Obesity at an Early Age and Its Impact on Child Development

1University of Ottawa, Canada, 2Université Laval, Canada
, 2nd rev. ed.

PDF version


Obesity is characterized by the accumulation of excess body fat and can be conceptualized as the physical manifestation of chronic energy excess. Since 1980, the prevalence of obesity has doubled in more than 70 countries and has continuously increased in most other countries.1 In 2016, 50 million girls and 74 million boys worldwide had obesity.2 Although the rising trends in childhood obesity have plateaued in many high-income countries, albeit at high levels, they have accelated in parts of Asia.2 The current and future health burden of obesity is considerable, and experts recommend that prevention and intervention strategies should begin at the earliest age possible.3


A complex and interacting system of factors contributes to increasing rates of overweight and obesity – biological, behavioural, social, psychological, technological, environmental, economic and cultural – operating at all levels from the individual to the family to society as a whole. Public, private, non-profit and community sectors, parents, school boards and municipal governments all have a role to play, and their collective efforts will be required to start the significant society-wide shift needed to reverse the trend of childhood obesity. Attenuating these high rates of child obesity is a high priority in many countries not only from a population health perspective, but from a health care system’s economic perspective. It is well known that obesity persists from childhood to adolescence to adulthood.4 Unfortunately, it is very difficult to treat once it has developed. This emphasizes the importance of prevention early in life and mathematical modeling suggests that targeted obesity interventions for young children (0-6 years) could yield considerable cost savings and important improvements in well-being.5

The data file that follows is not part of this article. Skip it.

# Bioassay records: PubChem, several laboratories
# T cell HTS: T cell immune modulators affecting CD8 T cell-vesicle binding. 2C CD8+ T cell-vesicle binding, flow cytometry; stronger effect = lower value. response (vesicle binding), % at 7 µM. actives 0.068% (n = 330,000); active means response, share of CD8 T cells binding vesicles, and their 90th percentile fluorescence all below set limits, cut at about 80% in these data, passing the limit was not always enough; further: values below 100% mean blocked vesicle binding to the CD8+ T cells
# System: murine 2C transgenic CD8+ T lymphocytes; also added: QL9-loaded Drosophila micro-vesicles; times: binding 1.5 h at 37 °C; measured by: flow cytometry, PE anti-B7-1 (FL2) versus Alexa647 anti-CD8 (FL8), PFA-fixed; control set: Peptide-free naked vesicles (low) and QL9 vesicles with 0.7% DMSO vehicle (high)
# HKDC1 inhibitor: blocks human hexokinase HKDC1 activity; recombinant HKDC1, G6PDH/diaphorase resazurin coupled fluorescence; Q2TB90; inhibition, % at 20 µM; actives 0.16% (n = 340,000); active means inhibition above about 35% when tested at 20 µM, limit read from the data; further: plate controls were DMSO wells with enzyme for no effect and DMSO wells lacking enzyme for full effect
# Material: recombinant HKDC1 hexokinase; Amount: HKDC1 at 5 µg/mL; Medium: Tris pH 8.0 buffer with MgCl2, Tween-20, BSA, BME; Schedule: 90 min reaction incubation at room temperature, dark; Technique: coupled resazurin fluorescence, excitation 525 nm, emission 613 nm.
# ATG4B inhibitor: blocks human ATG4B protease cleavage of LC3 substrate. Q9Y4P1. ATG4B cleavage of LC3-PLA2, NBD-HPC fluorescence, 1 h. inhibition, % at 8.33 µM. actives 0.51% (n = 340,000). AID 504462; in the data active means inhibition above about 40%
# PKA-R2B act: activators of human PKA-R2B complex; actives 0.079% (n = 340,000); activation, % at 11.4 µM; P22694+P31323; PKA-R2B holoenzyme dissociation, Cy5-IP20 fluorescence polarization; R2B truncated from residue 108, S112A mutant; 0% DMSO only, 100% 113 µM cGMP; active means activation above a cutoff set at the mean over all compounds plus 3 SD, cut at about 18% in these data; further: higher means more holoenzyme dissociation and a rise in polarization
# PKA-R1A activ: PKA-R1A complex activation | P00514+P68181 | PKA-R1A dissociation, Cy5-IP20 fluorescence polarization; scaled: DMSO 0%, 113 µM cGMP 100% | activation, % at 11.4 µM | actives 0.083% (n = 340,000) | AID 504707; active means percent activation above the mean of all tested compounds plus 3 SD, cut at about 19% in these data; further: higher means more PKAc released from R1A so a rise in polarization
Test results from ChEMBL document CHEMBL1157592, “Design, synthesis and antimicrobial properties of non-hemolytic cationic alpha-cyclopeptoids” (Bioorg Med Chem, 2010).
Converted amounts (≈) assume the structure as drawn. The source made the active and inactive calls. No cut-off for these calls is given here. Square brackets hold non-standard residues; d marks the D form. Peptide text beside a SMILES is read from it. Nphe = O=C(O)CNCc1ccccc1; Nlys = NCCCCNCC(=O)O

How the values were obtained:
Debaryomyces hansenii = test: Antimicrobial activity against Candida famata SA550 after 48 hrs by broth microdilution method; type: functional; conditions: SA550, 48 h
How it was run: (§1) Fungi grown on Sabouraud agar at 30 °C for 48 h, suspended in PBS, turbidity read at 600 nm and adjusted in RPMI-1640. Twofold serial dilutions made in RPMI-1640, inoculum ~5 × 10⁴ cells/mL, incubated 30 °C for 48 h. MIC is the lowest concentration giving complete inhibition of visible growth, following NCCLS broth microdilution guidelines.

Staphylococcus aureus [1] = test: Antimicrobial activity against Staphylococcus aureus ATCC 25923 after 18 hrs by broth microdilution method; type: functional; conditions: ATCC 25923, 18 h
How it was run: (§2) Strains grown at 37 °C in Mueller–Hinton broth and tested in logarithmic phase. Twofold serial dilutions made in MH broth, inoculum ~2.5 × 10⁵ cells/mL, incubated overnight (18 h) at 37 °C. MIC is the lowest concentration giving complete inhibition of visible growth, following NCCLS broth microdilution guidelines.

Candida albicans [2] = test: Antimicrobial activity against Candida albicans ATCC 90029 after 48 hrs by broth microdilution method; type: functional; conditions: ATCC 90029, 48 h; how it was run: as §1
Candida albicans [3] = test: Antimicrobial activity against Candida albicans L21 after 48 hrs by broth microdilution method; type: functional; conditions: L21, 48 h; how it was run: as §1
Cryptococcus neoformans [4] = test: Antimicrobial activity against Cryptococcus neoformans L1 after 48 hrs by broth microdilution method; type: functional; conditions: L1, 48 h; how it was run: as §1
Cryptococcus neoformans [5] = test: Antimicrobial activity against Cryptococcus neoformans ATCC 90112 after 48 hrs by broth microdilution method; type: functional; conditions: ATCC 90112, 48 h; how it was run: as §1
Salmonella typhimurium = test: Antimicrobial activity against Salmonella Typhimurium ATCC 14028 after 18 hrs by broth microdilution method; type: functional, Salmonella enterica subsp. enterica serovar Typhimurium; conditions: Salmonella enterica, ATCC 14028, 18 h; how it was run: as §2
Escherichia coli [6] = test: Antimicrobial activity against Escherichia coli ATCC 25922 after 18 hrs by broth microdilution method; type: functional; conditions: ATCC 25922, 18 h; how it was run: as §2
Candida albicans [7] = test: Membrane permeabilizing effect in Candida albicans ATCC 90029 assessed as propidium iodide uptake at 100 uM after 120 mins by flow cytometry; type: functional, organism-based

Obesity results in much suffering to individuals affected by this condition. Evidence from many studies indicates that childhood obesity contributes to the early development of a number of conditions, such as type 2 diabetes, dyslipidemia, hypertension, sleep-disordered breathing, nonalcoholic fatty liver disease, and polycystic ovarian syndrome.6-8 The greater risk of health complications associated with early morbidity affects normal childhood development and quality of life and thus the long- term health care burden is extraordinary if we include the obesity associated chronic co-morbid conditions. It has been projected that the current generation of children will be the first in modern history to see a shorter life-expectancy than their parents.9 Obesity is also associated with stigma, discrimination and reduced psychological well-being.10 Consequences of obesity stigma, such as isolation or social withdrawal, could contribute to the exacerbation of obesity through psychological vulnerabilities that increase the likelihood of over-eating and sedentary activity.

Research Context